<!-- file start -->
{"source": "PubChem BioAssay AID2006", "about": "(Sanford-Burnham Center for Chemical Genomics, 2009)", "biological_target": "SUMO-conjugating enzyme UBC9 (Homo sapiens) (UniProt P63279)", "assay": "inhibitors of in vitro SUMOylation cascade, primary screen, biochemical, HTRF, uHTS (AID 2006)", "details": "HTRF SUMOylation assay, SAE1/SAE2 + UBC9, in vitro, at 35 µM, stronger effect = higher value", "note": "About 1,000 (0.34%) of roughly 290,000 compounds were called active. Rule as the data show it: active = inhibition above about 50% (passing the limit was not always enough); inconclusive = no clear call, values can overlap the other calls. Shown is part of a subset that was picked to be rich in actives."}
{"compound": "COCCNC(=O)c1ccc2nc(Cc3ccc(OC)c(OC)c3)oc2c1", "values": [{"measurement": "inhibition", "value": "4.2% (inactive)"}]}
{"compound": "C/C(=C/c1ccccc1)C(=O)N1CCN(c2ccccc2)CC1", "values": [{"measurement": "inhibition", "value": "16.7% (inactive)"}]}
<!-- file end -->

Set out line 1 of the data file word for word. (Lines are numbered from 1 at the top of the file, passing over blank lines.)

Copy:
{"source": "PubChem BioAssay AID2006", "about": "(Sanford-Burnham Center for Chemical Genomics, 2009)", "biological_target": "SUMO-conjugating enzyme UBC9 (Homo sapiens) (UniProt P63279)", "assay": "inhibitors of in vitro SUMOylation cascade, primary screen, biochemical, HTRF, uHTS (AID 2006)", "details": "HTRF SUMOylation assay, SAE1/SAE2 + UBC9, in vitro, at 35 µM, stronger effect = higher value", "note": "About 1,000 (0.34%) of roughly 290,000 compounds were called active. Rule as the data show it: active = inhibition above about 50% (passing the limit was not always enough); inconclusive = no clear call, values can overlap the other calls. Shown is part of a subset that was picked to be rich in actives."}